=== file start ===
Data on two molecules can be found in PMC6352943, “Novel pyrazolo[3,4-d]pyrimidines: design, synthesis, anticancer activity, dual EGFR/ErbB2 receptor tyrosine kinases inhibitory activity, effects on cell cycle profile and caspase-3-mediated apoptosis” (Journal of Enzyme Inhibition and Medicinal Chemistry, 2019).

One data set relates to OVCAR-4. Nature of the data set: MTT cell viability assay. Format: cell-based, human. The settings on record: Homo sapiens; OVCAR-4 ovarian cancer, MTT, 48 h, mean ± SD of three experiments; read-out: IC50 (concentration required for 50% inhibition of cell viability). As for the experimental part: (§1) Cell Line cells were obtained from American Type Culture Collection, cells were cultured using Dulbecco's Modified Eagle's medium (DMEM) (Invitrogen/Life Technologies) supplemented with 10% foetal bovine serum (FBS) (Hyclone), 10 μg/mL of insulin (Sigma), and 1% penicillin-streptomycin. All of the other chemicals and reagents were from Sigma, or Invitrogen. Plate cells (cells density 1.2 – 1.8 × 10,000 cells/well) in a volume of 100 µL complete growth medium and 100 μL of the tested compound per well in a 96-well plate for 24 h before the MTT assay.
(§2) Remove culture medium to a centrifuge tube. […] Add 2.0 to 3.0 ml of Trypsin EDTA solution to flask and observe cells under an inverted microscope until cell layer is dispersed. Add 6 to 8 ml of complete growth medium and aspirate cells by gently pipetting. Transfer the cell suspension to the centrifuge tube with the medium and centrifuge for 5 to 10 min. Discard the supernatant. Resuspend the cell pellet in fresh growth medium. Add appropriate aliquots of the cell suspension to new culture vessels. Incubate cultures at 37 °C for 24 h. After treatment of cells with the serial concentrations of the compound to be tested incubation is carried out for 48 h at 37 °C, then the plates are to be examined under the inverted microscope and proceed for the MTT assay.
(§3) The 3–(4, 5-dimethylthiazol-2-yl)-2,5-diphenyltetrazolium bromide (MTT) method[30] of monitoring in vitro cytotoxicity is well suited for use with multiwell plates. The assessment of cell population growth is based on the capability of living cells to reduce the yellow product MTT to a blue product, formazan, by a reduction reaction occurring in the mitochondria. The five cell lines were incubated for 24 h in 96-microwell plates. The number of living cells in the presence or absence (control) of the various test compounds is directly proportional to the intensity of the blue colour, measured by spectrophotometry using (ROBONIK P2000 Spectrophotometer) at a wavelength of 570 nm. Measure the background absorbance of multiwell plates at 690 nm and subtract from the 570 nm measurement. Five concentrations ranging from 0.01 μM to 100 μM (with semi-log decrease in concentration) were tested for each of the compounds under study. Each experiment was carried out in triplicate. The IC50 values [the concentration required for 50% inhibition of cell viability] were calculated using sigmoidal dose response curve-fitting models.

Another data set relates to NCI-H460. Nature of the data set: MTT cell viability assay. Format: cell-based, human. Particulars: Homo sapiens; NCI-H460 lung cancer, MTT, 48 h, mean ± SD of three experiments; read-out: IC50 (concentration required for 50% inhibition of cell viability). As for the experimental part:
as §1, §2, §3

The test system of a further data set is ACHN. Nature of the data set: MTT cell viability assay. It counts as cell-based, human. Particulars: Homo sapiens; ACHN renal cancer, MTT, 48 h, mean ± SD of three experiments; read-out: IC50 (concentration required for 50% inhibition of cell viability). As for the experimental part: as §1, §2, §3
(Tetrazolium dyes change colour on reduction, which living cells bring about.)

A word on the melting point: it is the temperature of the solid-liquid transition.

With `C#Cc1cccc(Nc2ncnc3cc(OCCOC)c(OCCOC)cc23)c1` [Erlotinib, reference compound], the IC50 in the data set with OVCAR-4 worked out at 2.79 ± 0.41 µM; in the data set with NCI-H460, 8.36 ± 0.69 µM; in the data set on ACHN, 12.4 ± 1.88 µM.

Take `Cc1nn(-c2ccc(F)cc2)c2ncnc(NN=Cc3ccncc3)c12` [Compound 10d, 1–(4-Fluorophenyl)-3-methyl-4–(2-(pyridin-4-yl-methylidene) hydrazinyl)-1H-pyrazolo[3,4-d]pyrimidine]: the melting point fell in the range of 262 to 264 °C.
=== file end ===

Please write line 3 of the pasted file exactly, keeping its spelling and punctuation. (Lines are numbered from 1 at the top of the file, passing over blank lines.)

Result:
(§2) Remove culture medium to a centrifuge tube. […] Add 2.0 to 3.0 ml of Trypsin EDTA solution to flask and observe cells under an inverted microscope until cell layer is dispersed. Add 6 to 8 ml of complete growth medium and aspirate cells by gently pipetting. Transfer the cell suspension to the centrifuge tube with the medium and centrifuge for 5 to 10 min. Discard the supernatant. Resuspend the cell pellet in fresh growth medium. Add appropriate aliquots of the cell suspension to new culture vessels. Incubate cultures at 37 °C for 24 h. After treatment of cells with the serial concentrations of the compound to be tested incubation is carried out for 48 h at 37 °C, then the plates are to be examined under the inverted microscope and proceed for the MTT assay.